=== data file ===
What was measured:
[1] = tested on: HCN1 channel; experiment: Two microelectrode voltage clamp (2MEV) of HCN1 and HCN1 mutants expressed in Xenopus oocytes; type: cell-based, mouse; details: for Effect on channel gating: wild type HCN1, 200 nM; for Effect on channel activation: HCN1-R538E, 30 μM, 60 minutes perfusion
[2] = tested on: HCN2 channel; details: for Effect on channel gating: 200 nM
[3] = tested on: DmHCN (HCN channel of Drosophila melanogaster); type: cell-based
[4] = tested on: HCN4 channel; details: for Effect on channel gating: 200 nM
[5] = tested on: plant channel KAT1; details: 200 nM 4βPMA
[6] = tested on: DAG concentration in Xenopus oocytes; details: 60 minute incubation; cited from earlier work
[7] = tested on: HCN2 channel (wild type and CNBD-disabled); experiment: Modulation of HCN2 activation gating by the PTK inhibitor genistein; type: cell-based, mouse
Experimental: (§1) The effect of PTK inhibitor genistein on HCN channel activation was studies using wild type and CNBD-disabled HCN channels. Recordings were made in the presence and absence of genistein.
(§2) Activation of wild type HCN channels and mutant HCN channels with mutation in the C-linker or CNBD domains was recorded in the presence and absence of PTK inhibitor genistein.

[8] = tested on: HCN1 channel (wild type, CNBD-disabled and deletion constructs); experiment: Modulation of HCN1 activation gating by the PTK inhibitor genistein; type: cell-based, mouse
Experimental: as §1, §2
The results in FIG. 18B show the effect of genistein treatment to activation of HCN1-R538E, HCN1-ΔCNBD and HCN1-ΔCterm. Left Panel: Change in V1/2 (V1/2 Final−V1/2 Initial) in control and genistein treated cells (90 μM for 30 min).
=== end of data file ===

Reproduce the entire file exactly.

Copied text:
What was measured:
[1] = tested on: HCN1 channel; experiment: Two microelectrode voltage clamp (2MEV) of HCN1 and HCN1 mutants expressed in Xenopus oocytes; type: cell-based, mouse; details: for Effect on channel gating: wild type HCN1, 200 nM; for Effect on channel activation: HCN1-R538E, 30 μM, 60 minutes perfusion
[2] = tested on: HCN2 channel; details: for Effect on channel gating: 200 nM
[3] = tested on: DmHCN (HCN channel of Drosophila melanogaster); type: cell-based
[4] = tested on: HCN4 channel; details: for Effect on channel gating: 200 nM
[5] = tested on: plant channel KAT1; details: 200 nM 4βPMA
[6] = tested on: DAG concentration in Xenopus oocytes; details: 60 minute incubation; cited from earlier work
[7] = tested on: HCN2 channel (wild type and CNBD-disabled); experiment: Modulation of HCN2 activation gating by the PTK inhibitor genistein; type: cell-based, mouse
Experimental: (§1) The effect of PTK inhibitor genistein on HCN channel activation was studies using wild type and CNBD-disabled HCN channels. Recordings were made in the presence and absence of genistein.
(§2) Activation of wild type HCN channels and mutant HCN channels with mutation in the C-linker or CNBD domains was recorded in the presence and absence of PTK inhibitor genistein.

[8] = tested on: HCN1 channel (wild type, CNBD-disabled and deletion constructs); experiment: Modulation of HCN1 activation gating by the PTK inhibitor genistein; type: cell-based, mouse
Experimental: as §1, §2
The results in FIG. 18B show the effect of genistein treatment to activation of HCN1-R538E, HCN1-ΔCNBD and HCN1-ΔCterm. Left Panel: Change in V1/2 (V1/2 Final−V1/2 Initial) in control and genistein treated cells (90 μM for 30 min).